Edited by William Byron Forbush This is a book that will never die — one of the great English classics. . . . Reprinted here in its most complete form, it brings to life the days when “a noble army, men and boys, the matron and the maid,” “climbed the steep ascent of heaven, ‘mid peril, toil, and pain.” “After the Bible itself, no book so profoundly influenced early Protestant sentiment as the Book of Martyrs. Even in our time, it is still a living force. It is more than a record of persecution. It is an arsenal of controversy, a storehouse of romance, as well as a source of edification.”
Fox’s Book of Martyrs is in the public domain and may be freely used and distributed.
Rise and Progress of the Protestant Religion in Ireland; with an Account of the Barbarous Massacre of 1641 Part 1
The gloom of popery had overshadowed Ireland from its first establishment there until the reign of Henry VIII when the rays of the Gospel began to dispel the darkness, and afford that light that until then had been unknown on that island. The abject ignorance in which the people were held, with the absurd and superstitious notions they entertained, was sufficiently evident to many; and the artifices of their priests were so conspicuous, that several persons of distinction, who had hitherto been strenuous papists, would willingly have endeavored to shake off the yoke, and embrace the Protestant religion; but the natural ferocity of the people, and their strong attachment to the ridiculous doctrines which they had been taught, made the attempt dangerous. It was, however, at length undertaken, though attended with the most horrid and disastrous consequences.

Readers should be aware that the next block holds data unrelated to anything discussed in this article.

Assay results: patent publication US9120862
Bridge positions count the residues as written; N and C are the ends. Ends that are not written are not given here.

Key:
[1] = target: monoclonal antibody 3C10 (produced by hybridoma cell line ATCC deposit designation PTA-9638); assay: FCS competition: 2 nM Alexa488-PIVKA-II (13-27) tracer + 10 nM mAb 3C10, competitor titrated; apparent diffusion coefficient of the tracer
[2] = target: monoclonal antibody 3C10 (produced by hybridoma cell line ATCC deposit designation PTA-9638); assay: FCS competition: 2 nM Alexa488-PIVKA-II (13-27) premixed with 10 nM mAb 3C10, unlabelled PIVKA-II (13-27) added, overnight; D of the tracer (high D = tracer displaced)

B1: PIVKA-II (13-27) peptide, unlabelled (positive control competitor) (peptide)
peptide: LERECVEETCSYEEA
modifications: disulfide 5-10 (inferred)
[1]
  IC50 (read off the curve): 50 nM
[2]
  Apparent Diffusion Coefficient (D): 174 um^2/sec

The introduction of the Protestant religion into Ireland may be principally attributed to George Browne, an Englishman, who was consecrated archbishop of Dublin on the nineteenth of March, 1535. He had formerly been an Augustine friar and was promoted to the miter on account of his merit.
After having enjoyed his dignity for about five years, he, at the time that Henry VIII was suppressing the religious houses in England, caused all the relics and images to be removed from the two cathedrals in Dublin, and the other churches in his diocese; in the place of which he caused to be put up the Lord’s Prayer, the Creed, and the Ten Commandments.
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